By Debbie Gregory.
British researchers say they have evidence that Russia targeted U.S. military veterans and active-duty troops via social-media, especially Twitter, to spread anti-government propaganda in the spring before the presidential election.
The study by Oxford University traced the reach of three websites, Veteranstoday.com, Veteransnewsnow.com, and Southfront.org, known to have shown ads and posts linked to the Russian government.
The content led to “significant and persistent interactions” on Twitter over a one-month period, with a theme of news to undermine faith in U.S. democracy.
According to Philip Howard, a professor of internet studies who led the research, the study uncovered an entire ecosystem of junk news about national security issues that is deliberately crafted for U.S. veterans and active military personnel.
“It’s a complex blend of content with a Russian view of the world — wild rumors and conspiracies,” Howard said.
The Oxford study categorized 12,413 Twitter users and 11,103 Facebook users who had messages that referenced or carried content from one or more of the Russian-linked websites from April 2 to May 2, 2017.
On both Twitter and Facebook, Russian fingerprints are on thousands of fake accounts that regularly posted anti-Clinton messages. Many were automated accounts, called bots, that sometimes fired off identical messages seconds apart, and in the exact alphabetical order of their made-up names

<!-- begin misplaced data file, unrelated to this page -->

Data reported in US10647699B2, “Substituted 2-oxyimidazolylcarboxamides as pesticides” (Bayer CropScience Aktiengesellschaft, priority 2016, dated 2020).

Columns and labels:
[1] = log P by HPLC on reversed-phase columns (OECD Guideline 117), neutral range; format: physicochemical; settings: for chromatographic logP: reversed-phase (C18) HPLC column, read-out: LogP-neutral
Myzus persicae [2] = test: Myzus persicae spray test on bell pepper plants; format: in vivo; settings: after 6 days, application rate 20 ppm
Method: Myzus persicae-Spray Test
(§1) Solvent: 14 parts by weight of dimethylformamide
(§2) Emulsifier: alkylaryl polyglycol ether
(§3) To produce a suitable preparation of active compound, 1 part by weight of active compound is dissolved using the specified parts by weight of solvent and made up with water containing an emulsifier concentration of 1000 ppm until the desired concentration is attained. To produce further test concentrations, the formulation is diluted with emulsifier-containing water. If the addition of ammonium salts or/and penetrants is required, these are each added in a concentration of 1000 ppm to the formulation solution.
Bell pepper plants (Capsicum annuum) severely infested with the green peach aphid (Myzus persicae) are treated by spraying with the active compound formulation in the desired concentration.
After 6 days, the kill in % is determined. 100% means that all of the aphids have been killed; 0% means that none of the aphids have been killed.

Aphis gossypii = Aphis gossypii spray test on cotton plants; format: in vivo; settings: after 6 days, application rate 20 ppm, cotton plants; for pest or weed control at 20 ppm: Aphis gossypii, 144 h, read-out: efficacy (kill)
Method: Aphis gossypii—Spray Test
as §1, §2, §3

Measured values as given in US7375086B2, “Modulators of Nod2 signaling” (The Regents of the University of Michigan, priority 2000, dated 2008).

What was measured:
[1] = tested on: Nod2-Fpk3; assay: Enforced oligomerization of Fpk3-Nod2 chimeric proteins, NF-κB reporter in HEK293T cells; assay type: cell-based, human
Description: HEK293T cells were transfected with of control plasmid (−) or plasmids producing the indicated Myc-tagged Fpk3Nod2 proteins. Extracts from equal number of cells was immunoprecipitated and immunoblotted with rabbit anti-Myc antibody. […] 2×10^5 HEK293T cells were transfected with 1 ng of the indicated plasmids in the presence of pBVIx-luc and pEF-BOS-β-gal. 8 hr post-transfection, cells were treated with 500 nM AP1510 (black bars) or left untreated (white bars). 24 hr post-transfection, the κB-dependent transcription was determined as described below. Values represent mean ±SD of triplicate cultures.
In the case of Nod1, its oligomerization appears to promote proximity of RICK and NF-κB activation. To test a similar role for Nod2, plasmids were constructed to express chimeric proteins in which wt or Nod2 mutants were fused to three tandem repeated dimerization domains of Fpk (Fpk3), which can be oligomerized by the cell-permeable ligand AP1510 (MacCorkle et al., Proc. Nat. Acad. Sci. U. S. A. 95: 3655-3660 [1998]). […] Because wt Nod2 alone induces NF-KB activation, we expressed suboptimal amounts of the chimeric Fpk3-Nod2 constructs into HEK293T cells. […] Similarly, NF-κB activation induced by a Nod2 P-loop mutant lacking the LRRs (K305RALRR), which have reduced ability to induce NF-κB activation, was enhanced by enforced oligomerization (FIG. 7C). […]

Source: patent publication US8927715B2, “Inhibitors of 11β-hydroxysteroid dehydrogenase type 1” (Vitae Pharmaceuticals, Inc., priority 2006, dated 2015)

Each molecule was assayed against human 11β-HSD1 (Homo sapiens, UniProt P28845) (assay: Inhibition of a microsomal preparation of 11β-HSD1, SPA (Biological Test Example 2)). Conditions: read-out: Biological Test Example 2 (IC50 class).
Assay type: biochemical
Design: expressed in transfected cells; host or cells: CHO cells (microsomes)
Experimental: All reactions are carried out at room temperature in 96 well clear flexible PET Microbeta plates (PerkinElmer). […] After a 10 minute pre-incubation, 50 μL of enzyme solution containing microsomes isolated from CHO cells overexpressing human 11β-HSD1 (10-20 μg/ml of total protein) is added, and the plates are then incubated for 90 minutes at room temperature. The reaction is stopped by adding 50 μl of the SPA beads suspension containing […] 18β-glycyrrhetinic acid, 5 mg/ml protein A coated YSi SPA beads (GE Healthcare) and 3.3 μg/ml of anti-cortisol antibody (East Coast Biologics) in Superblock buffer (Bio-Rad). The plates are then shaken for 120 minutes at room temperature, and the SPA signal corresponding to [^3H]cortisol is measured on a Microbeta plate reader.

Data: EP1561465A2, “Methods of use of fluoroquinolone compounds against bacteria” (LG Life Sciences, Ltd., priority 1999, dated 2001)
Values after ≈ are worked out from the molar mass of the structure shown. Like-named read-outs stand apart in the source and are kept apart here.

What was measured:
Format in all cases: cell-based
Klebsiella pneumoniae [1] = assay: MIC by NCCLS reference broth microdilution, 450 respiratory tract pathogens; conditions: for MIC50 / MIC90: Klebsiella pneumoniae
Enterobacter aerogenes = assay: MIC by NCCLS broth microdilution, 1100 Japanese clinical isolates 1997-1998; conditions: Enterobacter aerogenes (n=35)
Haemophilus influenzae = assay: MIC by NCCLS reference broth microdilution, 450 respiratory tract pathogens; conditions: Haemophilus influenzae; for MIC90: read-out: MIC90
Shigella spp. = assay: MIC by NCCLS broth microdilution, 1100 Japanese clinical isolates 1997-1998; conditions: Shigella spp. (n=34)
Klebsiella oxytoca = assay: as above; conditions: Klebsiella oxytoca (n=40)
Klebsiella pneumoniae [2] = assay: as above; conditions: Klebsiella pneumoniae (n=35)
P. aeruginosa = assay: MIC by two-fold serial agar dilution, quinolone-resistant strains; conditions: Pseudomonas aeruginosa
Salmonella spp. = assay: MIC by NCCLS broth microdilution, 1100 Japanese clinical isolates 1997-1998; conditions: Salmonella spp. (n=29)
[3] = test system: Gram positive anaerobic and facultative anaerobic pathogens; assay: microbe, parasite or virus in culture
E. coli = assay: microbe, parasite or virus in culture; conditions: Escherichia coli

News from the study’s findings comes after Facebook revealed that Moscow purchased online ads that specifically targeted presidential swing states such as Michigan and Wisconsin. Specific demographic groups were also targeted in an attempt to influence the presidential election.
Both the House and Senate intelligence committees are investigating the extent and the success in which Russia disseminated false news or further fanned inflammatory reports.
Given the powerful role of social media in political contests, understanding what Russian did will be crucial in preventing similar attacks in the 2018 congressional races and the 2020 presidential election.